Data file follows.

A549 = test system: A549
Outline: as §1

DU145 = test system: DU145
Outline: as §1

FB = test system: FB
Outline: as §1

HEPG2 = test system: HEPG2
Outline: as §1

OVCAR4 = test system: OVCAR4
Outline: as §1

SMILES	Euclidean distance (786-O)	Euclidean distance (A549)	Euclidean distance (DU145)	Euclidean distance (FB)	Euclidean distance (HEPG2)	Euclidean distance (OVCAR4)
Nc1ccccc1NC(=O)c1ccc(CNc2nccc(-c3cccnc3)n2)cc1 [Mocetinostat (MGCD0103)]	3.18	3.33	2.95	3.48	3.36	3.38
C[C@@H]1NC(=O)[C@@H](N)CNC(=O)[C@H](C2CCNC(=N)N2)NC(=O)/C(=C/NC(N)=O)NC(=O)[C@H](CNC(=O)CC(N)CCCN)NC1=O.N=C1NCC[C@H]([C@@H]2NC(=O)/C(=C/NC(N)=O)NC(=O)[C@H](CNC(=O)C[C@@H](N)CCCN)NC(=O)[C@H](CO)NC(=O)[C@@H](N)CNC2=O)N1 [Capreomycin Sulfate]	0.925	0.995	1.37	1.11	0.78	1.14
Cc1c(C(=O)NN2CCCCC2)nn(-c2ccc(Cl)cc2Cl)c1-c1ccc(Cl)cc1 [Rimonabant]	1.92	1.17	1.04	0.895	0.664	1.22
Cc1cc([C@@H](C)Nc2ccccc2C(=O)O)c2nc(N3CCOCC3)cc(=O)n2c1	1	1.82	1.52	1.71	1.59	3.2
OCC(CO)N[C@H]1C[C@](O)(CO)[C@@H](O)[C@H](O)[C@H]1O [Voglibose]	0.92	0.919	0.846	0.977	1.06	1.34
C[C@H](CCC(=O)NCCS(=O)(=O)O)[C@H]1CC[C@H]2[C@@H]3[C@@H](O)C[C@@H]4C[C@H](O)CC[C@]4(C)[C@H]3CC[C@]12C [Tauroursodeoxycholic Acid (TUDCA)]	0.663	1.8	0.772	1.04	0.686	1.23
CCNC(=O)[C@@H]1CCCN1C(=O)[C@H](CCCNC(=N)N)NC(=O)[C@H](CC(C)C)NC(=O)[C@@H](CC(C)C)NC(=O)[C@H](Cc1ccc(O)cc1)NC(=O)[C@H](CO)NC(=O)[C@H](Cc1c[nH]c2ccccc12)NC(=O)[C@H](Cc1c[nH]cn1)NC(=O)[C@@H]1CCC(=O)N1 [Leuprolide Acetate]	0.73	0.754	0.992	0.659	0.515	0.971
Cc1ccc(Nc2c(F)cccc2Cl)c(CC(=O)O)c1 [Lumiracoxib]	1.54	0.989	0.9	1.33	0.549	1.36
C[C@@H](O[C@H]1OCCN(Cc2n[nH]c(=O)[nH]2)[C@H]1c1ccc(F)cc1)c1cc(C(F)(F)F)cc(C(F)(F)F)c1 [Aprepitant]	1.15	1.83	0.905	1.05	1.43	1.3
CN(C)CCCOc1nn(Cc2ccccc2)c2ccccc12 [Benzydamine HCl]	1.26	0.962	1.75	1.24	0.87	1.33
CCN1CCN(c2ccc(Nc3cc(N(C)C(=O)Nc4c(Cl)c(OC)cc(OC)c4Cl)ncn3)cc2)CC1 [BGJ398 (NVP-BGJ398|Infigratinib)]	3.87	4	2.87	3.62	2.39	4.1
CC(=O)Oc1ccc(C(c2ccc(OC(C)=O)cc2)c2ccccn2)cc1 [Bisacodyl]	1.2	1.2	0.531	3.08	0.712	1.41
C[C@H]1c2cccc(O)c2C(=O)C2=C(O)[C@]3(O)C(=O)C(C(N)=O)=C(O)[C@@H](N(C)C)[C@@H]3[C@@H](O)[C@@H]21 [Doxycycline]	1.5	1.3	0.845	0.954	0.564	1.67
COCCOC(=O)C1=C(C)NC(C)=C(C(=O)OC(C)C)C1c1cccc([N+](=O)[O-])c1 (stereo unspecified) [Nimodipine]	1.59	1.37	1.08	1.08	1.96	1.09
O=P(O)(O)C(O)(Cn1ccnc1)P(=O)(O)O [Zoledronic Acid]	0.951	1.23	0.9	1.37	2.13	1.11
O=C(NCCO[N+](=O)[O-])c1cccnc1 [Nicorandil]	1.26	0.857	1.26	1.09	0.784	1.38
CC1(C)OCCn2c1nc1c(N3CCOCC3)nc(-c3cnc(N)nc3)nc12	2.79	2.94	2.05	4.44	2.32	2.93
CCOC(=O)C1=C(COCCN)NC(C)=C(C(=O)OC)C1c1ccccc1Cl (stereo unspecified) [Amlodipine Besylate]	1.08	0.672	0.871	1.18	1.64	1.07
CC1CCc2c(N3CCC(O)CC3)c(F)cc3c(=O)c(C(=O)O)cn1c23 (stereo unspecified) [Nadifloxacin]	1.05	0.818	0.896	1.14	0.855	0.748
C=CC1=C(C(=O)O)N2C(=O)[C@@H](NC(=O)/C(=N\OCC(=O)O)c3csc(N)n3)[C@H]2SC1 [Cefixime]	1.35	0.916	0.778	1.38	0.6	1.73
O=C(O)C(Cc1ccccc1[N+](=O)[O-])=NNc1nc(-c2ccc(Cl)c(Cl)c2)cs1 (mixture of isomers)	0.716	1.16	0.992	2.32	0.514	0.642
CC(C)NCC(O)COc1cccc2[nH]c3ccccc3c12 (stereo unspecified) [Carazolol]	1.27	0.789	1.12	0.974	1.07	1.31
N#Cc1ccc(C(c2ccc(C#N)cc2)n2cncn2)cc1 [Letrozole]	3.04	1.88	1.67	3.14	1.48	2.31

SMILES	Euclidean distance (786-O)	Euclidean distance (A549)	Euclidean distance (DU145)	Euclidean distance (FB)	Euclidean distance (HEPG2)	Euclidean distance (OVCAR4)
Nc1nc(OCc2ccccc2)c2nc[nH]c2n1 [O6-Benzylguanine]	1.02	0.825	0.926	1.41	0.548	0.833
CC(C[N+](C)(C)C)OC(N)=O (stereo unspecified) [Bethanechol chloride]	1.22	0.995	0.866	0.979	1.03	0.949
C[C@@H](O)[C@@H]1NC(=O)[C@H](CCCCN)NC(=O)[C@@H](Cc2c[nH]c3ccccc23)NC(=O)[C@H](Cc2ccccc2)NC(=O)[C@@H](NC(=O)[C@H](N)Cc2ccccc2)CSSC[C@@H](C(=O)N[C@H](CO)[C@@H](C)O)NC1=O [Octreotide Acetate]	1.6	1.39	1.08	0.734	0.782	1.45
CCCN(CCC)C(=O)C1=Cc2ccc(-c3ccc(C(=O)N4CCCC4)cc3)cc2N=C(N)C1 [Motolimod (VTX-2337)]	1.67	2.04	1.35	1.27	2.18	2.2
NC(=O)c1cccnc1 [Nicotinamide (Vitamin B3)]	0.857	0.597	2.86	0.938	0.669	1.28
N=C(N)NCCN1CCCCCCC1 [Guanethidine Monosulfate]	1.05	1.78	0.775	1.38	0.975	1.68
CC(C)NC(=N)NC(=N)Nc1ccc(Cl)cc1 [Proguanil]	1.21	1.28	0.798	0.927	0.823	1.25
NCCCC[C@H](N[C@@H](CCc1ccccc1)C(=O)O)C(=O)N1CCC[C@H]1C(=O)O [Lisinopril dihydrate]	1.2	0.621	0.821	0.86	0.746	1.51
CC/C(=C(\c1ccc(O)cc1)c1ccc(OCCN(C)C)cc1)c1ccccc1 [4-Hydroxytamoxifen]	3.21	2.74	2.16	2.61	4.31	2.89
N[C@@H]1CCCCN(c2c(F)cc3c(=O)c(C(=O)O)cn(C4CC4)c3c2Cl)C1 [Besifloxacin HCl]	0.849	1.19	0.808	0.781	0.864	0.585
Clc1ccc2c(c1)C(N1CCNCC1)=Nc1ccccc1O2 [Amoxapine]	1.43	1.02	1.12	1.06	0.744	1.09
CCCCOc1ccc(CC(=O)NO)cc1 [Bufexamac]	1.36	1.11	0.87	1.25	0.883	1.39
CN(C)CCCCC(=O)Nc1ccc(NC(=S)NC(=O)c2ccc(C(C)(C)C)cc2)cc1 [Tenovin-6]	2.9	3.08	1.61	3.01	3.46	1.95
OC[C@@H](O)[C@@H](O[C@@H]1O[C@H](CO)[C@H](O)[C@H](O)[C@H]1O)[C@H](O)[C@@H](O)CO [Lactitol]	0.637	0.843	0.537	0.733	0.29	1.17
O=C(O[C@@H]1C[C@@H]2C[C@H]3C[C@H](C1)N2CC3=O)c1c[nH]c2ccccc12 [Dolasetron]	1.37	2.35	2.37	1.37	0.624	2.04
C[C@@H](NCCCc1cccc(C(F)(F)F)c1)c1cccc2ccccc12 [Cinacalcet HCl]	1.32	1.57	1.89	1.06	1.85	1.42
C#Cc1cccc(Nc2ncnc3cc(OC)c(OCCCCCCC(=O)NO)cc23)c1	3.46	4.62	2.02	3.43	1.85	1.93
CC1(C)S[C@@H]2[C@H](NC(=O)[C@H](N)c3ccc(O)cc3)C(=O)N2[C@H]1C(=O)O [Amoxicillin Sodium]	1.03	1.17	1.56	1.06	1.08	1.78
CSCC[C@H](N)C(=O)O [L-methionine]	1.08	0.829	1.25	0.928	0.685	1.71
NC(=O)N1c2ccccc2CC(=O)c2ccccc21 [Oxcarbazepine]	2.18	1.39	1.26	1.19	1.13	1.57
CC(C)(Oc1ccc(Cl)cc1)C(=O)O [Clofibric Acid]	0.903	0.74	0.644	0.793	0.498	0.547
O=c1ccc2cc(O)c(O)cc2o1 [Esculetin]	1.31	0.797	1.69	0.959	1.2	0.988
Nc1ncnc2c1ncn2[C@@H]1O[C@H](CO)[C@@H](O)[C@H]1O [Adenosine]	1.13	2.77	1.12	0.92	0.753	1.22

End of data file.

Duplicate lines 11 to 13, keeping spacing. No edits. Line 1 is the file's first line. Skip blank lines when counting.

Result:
SMILES	Euclidean distance (786-O)	Euclidean distance (A549)	Euclidean distance (DU145)	Euclidean distance (FB)	Euclidean distance (HEPG2)	Euclidean distance (OVCAR4)
Nc1ccccc1NC(=O)c1ccc(CNc2nccc(-c3cccnc3)n2)cc1 [Mocetinostat (MGCD0103)]	3.18	3.33	2.95	3.48	3.36	3.38
C[C@@H]1NC(=O)[C@@H](N)CNC(=O)[C@H](C2CCNC(=N)N2)NC(=O)/C(=C/NC(N)=O)NC(=O)[C@H](CNC(=O)CC(N)CCCN)NC1=O.N=C1NCC[C@H]([C@@H]2NC(=O)/C(=C/NC(N)=O)NC(=O)[C@H](CNC(=O)C[C@@H](N)CCCN)NC(=O)[C@H](CO)NC(=O)[C@@H](N)CNC2=O)N1 [Capreomycin Sulfate]	0.925	0.995	1.37	1.11	0.78	1.14